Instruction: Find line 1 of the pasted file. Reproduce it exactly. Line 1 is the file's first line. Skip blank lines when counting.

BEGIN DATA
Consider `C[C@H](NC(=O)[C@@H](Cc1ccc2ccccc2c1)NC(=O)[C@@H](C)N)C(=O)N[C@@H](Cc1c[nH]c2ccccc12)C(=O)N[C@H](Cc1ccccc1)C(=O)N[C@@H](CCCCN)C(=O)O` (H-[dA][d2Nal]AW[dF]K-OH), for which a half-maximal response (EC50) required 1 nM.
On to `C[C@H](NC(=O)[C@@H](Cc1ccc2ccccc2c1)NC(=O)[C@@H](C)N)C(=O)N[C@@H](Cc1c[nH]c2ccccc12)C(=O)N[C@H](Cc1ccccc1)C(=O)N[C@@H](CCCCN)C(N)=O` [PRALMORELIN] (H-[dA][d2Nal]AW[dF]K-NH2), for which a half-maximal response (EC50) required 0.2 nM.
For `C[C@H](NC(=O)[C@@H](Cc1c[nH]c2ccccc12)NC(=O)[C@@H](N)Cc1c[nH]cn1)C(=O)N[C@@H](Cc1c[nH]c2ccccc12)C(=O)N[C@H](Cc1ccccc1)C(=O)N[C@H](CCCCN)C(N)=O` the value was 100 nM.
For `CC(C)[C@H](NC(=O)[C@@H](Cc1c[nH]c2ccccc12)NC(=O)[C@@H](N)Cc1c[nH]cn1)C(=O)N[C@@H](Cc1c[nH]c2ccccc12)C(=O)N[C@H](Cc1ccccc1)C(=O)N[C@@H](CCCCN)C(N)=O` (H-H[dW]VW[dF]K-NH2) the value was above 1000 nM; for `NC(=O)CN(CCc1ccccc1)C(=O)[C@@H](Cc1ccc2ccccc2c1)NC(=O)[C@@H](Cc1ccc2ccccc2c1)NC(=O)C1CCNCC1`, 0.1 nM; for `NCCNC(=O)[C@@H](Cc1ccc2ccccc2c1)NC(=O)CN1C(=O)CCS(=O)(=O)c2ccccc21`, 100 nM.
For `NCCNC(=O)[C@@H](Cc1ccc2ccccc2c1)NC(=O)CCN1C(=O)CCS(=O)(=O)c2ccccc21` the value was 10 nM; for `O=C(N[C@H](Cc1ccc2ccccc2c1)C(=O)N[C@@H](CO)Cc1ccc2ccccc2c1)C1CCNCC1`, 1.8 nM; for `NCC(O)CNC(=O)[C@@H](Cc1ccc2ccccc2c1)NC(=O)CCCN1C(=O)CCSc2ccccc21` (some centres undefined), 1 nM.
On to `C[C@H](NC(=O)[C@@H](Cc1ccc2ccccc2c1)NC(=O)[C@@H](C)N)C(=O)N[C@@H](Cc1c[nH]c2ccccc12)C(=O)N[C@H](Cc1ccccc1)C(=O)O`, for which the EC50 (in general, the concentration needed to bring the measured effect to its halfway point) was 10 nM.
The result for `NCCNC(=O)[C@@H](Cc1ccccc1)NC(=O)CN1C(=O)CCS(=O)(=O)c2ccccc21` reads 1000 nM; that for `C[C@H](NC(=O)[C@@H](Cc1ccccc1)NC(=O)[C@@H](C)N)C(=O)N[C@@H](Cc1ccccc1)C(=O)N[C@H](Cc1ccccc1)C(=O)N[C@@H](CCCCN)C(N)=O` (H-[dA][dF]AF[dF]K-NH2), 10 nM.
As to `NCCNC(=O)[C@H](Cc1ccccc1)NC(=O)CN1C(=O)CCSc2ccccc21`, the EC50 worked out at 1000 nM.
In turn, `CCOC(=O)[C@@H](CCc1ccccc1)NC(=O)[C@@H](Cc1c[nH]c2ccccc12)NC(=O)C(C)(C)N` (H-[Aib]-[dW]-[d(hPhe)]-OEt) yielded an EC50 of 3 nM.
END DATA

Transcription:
Consider `C[C@H](NC(=O)[C@@H](Cc1ccc2ccccc2c1)NC(=O)[C@@H](C)N)C(=O)N[C@@H](Cc1c[nH]c2ccccc12)C(=O)N[C@H](Cc1ccccc1)C(=O)N[C@@H](CCCCN)C(=O)O` (H-[dA][d2Nal]AW[dF]K-OH), for which a half-maximal response (EC50) required 1 nM.